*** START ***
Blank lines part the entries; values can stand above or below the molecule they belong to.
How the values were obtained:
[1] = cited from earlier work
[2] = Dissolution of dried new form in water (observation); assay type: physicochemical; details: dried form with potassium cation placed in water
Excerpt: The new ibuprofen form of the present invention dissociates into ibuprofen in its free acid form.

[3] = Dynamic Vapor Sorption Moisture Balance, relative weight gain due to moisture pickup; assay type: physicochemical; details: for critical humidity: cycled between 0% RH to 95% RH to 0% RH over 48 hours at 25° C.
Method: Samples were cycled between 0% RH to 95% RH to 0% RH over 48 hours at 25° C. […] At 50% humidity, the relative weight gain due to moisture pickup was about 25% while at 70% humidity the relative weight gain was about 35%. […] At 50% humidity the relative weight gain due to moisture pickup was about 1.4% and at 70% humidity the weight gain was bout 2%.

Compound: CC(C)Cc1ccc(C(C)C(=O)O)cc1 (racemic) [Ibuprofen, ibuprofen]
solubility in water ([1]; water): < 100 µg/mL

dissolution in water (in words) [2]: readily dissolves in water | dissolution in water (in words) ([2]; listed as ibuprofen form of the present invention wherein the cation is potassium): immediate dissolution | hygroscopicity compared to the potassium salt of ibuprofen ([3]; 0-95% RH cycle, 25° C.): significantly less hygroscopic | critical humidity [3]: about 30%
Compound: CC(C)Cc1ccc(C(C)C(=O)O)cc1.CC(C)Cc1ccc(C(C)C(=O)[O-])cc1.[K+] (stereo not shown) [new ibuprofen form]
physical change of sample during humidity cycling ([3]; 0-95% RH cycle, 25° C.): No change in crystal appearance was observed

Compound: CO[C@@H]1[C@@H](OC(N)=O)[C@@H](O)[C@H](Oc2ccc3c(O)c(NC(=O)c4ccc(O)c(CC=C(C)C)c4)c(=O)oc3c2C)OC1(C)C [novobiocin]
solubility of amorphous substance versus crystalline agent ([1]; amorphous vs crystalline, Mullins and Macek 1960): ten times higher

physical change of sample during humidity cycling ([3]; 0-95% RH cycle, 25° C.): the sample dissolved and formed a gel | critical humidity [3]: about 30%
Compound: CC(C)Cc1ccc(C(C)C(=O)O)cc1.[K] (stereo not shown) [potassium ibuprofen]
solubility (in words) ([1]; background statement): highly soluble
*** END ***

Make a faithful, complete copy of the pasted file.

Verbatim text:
Blank lines part the entries; values can stand above or below the molecule they belong to.
How the values were obtained:
[1] = cited from earlier work
[2] = Dissolution of dried new form in water (observation); assay type: physicochemical; details: dried form with potassium cation placed in water
Excerpt: The new ibuprofen form of the present invention dissociates into ibuprofen in its free acid form.

[3] = Dynamic Vapor Sorption Moisture Balance, relative weight gain due to moisture pickup; assay type: physicochemical; details: for critical humidity: cycled between 0% RH to 95% RH to 0% RH over 48 hours at 25° C.
Method: Samples were cycled between 0% RH to 95% RH to 0% RH over 48 hours at 25° C. […] At 50% humidity, the relative weight gain due to moisture pickup was about 25% while at 70% humidity the relative weight gain was about 35%. […] At 50% humidity the relative weight gain due to moisture pickup was about 1.4% and at 70% humidity the weight gain was bout 2%.

Compound: CC(C)Cc1ccc(C(C)C(=O)O)cc1 (racemic) [Ibuprofen, ibuprofen]
solubility in water ([1]; water): < 100 µg/mL

dissolution in water (in words) [2]: readily dissolves in water | dissolution in water (in words) ([2]; listed as ibuprofen form of the present invention wherein the cation is potassium): immediate dissolution | hygroscopicity compared to the potassium salt of ibuprofen ([3]; 0-95% RH cycle, 25° C.): significantly less hygroscopic | critical humidity [3]: about 30%
Compound: CC(C)Cc1ccc(C(C)C(=O)O)cc1.CC(C)Cc1ccc(C(C)C(=O)[O-])cc1.[K+] (stereo not shown) [new ibuprofen form]
physical change of sample during humidity cycling ([3]; 0-95% RH cycle, 25° C.): No change in crystal appearance was observed

Compound: CO[C@@H]1[C@@H](OC(N)=O)[C@@H](O)[C@H](Oc2ccc3c(O)c(NC(=O)c4ccc(O)c(CC=C(C)C)c4)c(=O)oc3c2C)OC1(C)C [novobiocin]
solubility of amorphous substance versus crystalline agent ([1]; amorphous vs crystalline, Mullins and Macek 1960): ten times higher

physical change of sample during humidity cycling ([3]; 0-95% RH cycle, 25° C.): the sample dissolved and formed a gel | critical humidity [3]: about 30%
Compound: CC(C)Cc1ccc(C(C)C(=O)O)cc1.[K] (stereo not shown) [potassium ibuprofen]
solubility (in words) ([1]; background statement): highly soluble